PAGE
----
Jobless rate drops to 5.7 percent in January 2003
February 10, 2003
The unemployment rate fell to 5.7 percent in January; the number of unemployed persons was 8.3 million.
The seasonally-adjusted jobless rates for major demographic groups were as follows: adult men (5.4 percent), adult women (4.7 percent), teenagers (16.8 percent), whites (5.1 percent), blacks or African Americans (10.3 percent), and Hispanics or Latinos (7.8 percent).
The unemployment rate for Asians, a newly available series, was 5.6 percent, not seasonally adjusted.
These data are the product of the recently enhanced Current Population Survey (CPS). Several major changes affect the Current Population Survey (household survey) data: new population controls that reflect Census 2000 results and new information about net migration, the use of new questions about race and Hispanic ethnicity, the introduction of new industry and occupational classifications, improvements in seasonal adjustment procedures, and the annual update of seasonal adjustment factors. For more information on current unemployment, see The Employment Situation: January 2003 (PDF) (TXT).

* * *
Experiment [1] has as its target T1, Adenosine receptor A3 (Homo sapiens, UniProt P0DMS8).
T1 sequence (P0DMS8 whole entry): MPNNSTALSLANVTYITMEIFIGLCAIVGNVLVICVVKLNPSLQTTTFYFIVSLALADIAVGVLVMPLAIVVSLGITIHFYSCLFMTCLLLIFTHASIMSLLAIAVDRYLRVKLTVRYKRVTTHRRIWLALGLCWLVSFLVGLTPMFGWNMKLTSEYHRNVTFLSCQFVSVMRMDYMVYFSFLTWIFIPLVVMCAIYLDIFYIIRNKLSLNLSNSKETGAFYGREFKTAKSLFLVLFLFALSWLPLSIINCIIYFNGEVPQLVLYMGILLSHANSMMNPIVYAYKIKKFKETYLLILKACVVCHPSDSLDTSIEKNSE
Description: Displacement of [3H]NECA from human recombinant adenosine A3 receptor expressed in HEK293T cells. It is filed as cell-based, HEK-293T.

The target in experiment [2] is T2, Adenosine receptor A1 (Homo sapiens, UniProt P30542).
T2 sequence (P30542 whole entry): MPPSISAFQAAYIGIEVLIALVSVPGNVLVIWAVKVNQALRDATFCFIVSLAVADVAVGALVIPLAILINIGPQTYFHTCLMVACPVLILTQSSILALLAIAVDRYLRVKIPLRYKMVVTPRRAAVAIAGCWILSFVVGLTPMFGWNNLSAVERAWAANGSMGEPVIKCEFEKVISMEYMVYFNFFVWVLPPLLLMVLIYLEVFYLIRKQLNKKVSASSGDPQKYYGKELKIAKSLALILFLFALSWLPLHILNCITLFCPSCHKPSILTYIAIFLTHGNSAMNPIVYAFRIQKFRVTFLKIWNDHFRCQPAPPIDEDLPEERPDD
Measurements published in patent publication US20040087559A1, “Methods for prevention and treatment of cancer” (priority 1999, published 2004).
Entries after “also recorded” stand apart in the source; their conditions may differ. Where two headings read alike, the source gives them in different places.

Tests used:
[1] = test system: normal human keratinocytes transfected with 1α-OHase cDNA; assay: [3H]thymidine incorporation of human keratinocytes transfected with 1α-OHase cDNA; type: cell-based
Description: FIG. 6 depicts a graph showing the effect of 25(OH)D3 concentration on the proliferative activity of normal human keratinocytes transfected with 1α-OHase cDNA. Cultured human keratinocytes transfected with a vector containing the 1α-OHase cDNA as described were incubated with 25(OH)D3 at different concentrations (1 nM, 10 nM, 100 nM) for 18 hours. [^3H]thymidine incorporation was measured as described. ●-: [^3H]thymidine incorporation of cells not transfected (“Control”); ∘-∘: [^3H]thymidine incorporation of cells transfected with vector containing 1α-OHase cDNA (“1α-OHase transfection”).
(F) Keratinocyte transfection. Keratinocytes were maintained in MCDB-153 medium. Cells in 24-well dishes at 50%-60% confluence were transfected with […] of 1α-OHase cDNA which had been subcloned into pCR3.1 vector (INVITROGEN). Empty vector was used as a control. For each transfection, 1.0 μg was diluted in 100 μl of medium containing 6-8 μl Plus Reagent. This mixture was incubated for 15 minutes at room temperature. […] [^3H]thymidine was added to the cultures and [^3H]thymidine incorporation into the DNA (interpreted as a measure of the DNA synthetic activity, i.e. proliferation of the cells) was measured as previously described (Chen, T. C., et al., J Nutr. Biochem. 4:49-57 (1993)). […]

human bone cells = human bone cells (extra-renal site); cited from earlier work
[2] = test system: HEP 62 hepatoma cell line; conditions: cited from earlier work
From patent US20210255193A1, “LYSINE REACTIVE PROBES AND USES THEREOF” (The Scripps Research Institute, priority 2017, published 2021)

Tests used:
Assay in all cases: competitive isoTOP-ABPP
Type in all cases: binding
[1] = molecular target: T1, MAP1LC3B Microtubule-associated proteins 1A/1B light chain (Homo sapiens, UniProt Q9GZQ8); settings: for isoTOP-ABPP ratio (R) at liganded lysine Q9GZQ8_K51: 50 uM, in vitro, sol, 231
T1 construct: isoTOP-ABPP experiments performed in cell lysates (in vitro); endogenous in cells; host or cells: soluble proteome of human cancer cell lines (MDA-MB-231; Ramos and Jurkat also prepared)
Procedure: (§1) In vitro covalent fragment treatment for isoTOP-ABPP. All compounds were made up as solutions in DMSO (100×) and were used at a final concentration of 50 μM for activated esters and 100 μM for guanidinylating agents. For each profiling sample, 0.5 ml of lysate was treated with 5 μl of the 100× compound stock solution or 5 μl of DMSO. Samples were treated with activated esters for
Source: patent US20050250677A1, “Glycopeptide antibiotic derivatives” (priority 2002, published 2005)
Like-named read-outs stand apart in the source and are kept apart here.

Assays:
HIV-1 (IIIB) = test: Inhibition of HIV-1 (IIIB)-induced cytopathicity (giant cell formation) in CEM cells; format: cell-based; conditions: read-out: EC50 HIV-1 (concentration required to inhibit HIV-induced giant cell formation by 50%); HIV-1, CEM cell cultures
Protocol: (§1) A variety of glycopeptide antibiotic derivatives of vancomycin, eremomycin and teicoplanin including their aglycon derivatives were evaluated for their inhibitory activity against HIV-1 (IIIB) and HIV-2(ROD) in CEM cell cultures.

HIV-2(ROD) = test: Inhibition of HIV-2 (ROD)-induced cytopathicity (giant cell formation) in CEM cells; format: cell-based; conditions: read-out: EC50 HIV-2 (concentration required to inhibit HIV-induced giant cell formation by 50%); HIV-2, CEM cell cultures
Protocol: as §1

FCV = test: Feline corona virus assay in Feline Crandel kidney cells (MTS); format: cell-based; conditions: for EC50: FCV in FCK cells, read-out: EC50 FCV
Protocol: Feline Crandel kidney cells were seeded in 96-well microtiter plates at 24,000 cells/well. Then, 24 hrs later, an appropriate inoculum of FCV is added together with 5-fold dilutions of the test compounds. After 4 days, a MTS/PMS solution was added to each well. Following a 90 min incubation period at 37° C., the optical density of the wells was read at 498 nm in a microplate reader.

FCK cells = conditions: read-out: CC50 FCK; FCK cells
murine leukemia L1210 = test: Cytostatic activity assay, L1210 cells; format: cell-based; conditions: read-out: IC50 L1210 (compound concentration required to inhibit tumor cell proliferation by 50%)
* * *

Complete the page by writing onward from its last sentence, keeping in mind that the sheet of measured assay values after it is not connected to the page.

Bureau of Labor Statistics, U.S. Department of Labor, The Economics Daily, Jobless rate drops to 5.7 percent in January 2003 on the Internet at http://www.bls.gov/opub/ted/2003/feb/wk2/art01.htm (visited February 08, 2016).
Recent editions of Spotlight on Statistics
Employment and Wages in Healthcare Occupations
Healthcare occupations are a significant percentage of U.S. employment. Some of the largest and highest paying occupations are in healthcare. This Spotlight examines employment and wages for healthcare occupations.
Fifty years of looking at changes in peoples lives
Longitudinal surveys help us understand long-term changes, such as how events that happened when a person was in high school affect labor market success as an adult.
- A look at pay at the top, the bottom, and in between
The Spotlight examines how earnings and wages have changed over time and how they differ within a geographic area, industry, or occupation.